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Only a month after writing about the release of Bryan Ferry’s 1974 Albert Hall concert, last night I found myself back in practically the exact same seat I occupied 46 years ago, watching Ferry, midway through the first of three concerts, step into a cone of light to deliver “Don’t Think Twice, It’s All Right” with just the guitars of Tom Vanstiphout (acoustic) and Chris Spedding (almost subliminal Telecaster) for company.

I thought about a recent conversation with my friend Caroline Boucher (once of Disc & Music Echo), who remarked on the extra-special quality of Ferry’s singing on his 2007 album of Dylan covers, Dylanesque. He’d recorded “Don’t Think Twice” five years earlier, on Frantic, accompanied by Colin Good’s piano. Last night’s version was very different: almost unbearably tender in execution and spirit, it formed a pair with the Dylan cover that followed it, “Make You Feel My Love” (which was on Dylanesque). When he launched the familiar roar of “Hard Rain” half an hour later, it was tempting to think of Ferry as the Bard of Hibbing’s most interesting interpreter.

“Don’t Think Twice” was the point at which the concert pivoted away from its opening sequence of a dozen non-hits into the drive towards the encores. Highlights of the first half for me were the unstoppable groove of “You Can Dance” (from Olympia), the slinkier seduction of “Your Painted Smile” (from Mamouna), and the glorious shifts from minor-key verse into the deceptively sunny Europop chorus of “Hiroshima” (from Frantic).

The second half was the formula beloved of Ferry’s wider audience: “Avalon” and “Dance Away”, “Love Is the Drug” and “Street Life”, “Hard Rain” and “The ‘In’ Crowd”, “Virginia Plain” — still a stunning piece of pop art, worthy of his mentor, Richard Hamilton — and “Editions of You”, all delivered with style and energy. Throughout, Ferry received exemplary support from his dozen musicians, notably Neil Jason on bass guitar, Luke Bullen on drums and Jorja Chalmers — Louise Brooks dressed as Catwoman — on various saxophones. If this was a last night out before the coronavirus shuts everything down, then it wasn’t a bad way to finish.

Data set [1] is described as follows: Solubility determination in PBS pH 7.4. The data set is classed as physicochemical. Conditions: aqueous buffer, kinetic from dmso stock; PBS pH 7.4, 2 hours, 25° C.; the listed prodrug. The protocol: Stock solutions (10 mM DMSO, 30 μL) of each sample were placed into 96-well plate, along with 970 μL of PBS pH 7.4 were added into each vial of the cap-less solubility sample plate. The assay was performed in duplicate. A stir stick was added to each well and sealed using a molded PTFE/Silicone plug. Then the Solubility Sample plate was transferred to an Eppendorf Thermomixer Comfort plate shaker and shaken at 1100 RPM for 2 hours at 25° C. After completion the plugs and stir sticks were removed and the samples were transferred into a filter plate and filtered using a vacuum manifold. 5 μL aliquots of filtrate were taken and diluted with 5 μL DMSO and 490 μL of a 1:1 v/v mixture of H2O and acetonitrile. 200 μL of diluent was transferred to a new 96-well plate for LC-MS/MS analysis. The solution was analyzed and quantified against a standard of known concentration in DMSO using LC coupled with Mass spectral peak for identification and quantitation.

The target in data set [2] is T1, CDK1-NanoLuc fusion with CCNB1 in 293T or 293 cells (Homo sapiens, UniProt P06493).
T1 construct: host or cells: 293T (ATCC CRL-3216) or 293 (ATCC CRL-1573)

4 Comments Post a comment
  1. Simon Medaney #

    Dear Richard. I’m looking forward to your McCoy Tyner tribute….. Simon

    March 12, 2020
    • Honestly, Simon, I don’t know what to say about McCoy (not for want of feeling, obviously). But I’m about to listen to some Coltrane Quartet stuff, so maybe…

      March 12, 2020
      • GuitarSlinger #

        Phew … damn ….. I get what you’re saying Richard .

        Its kind of like … if one knows Tyner’s music … there’s nothing else that needs to be said .. his music says it all .. in spades …

        …if one does not .. then about the only thing I could say is for them to get their posteriors out to their local record/CD store and grab every McCoy solo album and everything of Trane’s he ever laid his hands into they can find .. and then delve head first into a McCoy Tyner marathon listening session … hopefully on a quality system

        ( as I type McCoy’s ” SuperTrios ” is playing on my very melomane system )

        As for Bryan’s concert being a good way to step into the void that COVID19 is creating . I could not agree more . Bryan Ferry … THE voice of pop rock in my never ever humble opinion .

        March 12, 2020
  2. Anne #

    I think the audience at Friday’s gig were of like mind, Richard. I would describe the atmosphere as ‘feverish’! Bryan and cohorts on excellent form and great energy in the room. If that’s his last performance, I’m glad I was part of it.

    March 14, 2020

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